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Technical Analysis

Going short stocks… How to implement it?

by Patrick Oberhaensli, on Aug 3, 2020 1:15:00 PM


Wirecard, a German financial services provider, got huge publicity in June 2020 after an abrupt share price crash. On June 18th 2020, we saw Wirecard’s stock prices sharply fall from 104 EUR to 36 EUR in one day. This crash was triggered by the revelation that there was about 2 billion EUR “missing” from their balance sheet.

Wirecard received so much media attention not only because it was a large index component coming from the Fintech domain, but also because journalists had been discussing problems with the company for quite some time. The case was made even more high profile when it was revealed that several big hedge funds made huge sums of money as they went short the stock, at the right time.

Short-selling is often considered high risk, or even taboo, but in all actuality, being able to go short (the exposure looked for) is essential for the investing purpose for a multitude of reasons. In this two part short selling article series, we will review why short selling adds value, starting with the practical ways to implement such type of exposure with a focus on equities.


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The difficulty of being a direct short seller…

A hedge fund manager would typically go short a particular stock by selling it (directly) and borrowing the necessary shares from a broker in order to deliver them on time: if an investor sells a stock, he/she must deliver it on settlement day. But this type of transaction is not always available for the private investor, it is certainly not the case for private investors in Switzerland. But this doesn’t mean it’s impossible for traders to gain the equivalent short exposure through other means.

One solution for private investors is through the use of the Contract-For-Difference (CFDs). Via this Over-The-Counter derivative, investors will get in one step their desired market positioning. Contrary to direct short selling which involves not only the naked selling of the shares (as the seller doesn’t own them) but also their borrowing. Since the shares sold must be delivered timely and properly, a CFD trade is very easy for private investors to implement. However, it should be noted beforehand that investing with CFDs typically involves some preliminary administrative tasks– especially in terms of trading risk and knowledge.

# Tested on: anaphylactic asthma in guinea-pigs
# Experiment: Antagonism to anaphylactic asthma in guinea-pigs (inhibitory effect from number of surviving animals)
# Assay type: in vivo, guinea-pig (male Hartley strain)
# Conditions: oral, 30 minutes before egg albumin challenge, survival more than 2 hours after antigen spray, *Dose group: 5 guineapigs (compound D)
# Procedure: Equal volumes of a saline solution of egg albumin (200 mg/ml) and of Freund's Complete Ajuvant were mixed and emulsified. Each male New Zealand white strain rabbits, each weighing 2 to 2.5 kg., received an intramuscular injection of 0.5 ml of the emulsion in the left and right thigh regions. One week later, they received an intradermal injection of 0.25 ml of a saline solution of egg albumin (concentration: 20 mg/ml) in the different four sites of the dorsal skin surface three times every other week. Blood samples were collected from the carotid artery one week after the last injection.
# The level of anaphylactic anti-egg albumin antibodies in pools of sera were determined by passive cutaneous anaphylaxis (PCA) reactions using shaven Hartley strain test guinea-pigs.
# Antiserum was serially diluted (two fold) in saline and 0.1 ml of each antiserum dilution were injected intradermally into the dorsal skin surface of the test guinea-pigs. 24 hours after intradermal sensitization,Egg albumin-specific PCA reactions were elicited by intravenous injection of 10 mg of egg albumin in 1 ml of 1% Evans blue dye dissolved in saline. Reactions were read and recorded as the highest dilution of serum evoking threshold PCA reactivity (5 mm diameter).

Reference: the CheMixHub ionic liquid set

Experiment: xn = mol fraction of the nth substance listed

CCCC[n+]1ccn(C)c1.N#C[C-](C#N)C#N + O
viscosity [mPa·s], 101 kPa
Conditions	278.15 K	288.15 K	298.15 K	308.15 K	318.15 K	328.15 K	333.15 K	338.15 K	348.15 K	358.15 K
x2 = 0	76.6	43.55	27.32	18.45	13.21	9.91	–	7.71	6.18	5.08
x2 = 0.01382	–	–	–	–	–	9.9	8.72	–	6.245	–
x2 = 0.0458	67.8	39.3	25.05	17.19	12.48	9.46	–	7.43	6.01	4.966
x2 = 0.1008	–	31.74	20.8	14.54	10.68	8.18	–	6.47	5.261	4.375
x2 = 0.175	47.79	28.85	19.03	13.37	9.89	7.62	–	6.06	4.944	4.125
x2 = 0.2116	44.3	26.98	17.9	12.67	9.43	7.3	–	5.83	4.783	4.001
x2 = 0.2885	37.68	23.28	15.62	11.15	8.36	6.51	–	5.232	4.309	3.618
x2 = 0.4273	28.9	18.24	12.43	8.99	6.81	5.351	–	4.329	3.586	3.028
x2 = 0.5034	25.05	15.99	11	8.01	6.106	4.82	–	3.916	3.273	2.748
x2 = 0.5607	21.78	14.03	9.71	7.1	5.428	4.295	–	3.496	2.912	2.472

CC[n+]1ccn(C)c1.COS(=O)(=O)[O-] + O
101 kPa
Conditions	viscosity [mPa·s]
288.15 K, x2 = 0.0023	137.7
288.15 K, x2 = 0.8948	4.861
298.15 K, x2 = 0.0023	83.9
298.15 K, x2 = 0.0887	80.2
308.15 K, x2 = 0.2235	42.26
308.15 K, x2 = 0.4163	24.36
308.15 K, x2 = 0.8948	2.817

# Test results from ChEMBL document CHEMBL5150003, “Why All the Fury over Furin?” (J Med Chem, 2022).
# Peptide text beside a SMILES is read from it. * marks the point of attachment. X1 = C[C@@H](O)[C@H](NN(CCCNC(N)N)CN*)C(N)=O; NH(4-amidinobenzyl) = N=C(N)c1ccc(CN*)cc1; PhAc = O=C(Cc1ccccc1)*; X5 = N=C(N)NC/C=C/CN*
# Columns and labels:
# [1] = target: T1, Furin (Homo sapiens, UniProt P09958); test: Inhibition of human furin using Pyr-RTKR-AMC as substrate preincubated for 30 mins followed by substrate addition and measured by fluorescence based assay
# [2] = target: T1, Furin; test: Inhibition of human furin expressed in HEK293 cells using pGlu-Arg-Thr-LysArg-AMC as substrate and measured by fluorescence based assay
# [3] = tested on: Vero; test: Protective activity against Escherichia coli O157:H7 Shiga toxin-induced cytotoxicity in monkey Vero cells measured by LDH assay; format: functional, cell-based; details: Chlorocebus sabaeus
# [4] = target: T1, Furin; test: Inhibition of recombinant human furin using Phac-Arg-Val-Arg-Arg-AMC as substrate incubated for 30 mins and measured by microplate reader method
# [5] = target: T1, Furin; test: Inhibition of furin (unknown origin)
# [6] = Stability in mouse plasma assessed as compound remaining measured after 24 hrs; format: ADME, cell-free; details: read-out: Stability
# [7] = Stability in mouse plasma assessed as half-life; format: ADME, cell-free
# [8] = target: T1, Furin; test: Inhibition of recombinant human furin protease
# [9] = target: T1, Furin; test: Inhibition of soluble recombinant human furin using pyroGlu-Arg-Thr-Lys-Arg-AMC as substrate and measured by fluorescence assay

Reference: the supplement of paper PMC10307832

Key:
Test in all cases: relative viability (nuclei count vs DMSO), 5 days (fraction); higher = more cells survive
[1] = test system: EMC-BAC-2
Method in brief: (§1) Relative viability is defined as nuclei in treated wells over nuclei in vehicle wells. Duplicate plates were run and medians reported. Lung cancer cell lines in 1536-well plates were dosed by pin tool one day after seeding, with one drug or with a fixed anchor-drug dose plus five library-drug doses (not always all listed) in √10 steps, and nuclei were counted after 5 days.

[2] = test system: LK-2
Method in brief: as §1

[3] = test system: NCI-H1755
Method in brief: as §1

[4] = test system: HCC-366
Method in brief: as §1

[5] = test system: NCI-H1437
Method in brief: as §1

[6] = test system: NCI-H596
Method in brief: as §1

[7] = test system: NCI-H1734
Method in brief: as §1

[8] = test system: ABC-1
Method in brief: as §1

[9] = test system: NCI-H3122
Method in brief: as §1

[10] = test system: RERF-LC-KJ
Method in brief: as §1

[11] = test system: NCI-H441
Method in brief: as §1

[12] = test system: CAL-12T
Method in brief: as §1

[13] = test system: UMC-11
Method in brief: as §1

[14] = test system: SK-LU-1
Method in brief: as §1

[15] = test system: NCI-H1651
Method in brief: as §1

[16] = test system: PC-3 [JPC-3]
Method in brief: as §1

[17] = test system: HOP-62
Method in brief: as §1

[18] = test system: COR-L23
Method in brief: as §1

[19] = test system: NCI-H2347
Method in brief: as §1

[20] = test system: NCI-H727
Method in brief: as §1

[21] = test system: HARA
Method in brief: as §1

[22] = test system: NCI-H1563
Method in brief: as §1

Going short a stock indirectly via CFDs

Through an advanced broker, private investors can trade CFDs on several thousands of single stocks on a large basis of markets allowing a real global perspective. It’s not uncommon then for investors to have access to more than 8’000 stocks. Of course, CFDs on main indices are also necessary for sophisticated investment strategies combining short single stocks and long market indices (allowing a spread play). Moreover, in comparison to futures, with CFDs, the investor can deal with small(er) amounts– also, futures are not met very often on individual stock names

There are two essential aspects of CFDs that need to be considered by the investor. One is the credit risk of the trading service provider. Since CFDs are Over-The-Counter transactions executed through a broker, the conditions will vary with each trading service provider. The second essential aspect is the transaction costs: the bid-ask spread needs to be competitive as well as the position holding costs.

Brokers usually share their particular conditions in regards to CFDs on their website, such as margins applied, but it is up to the investor to review the conditions thoroughly, especially considering that the conditions can rapidly change. Transaction total costs and cash needs are particularly interesting as a function of the leverage for traders when evaluating various brokers.

Investors should keep in mind that during specific times, there could be short selling restrictions applied on particular stocks in order to limit/stop a potentially dangerous (for the company) downside speculation. An example of a “typical” sector where these restrictions could be applied are banking stocks.

In terms of leverage, the margin could be at 15% or even lower for a good number of stocks (typically value stocks) allowing for a strong leverage effect (as with futures). But of course, the investor needs to be aware that single stocks have specific risks beyond the market risk (their beta doesn’t capture all specific aspects). In the case of a short position, the risk would be if the stock goes up a lot, very quickly… For example, we often see this happen with companies in the high-tech segment.

Breakout Point Short Selling



Investors who look to exploit the corresponding potential alpha of short exposures, should evaluate the individual (short exposure) offerings when selecting a broker or trading platform service for their investment. But even more important than the broker conditions, is the strategic support in the trading decision process that the investor can get from their broker. In our second part of our short-selling series, we will explore different ways for investors to identify opportunities to go short… and it is not at all similar to going long!


  • This content is not intended to be a solicitation nor an offer
  • The preparation of the information provided herein is done with a high level of care. Nevertheless, errors are possible


Topic:Asset AllocationIPSActive TradingRisk ManagementInvestment StrategyDiversificationAnalysis and StrategyFuturesCFDsRecessionShort Selling
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About this blog is a personal finance blog. The articles posted provide relevant trading information, aspects, and opinions from expert professional traders and data and analytics providers.

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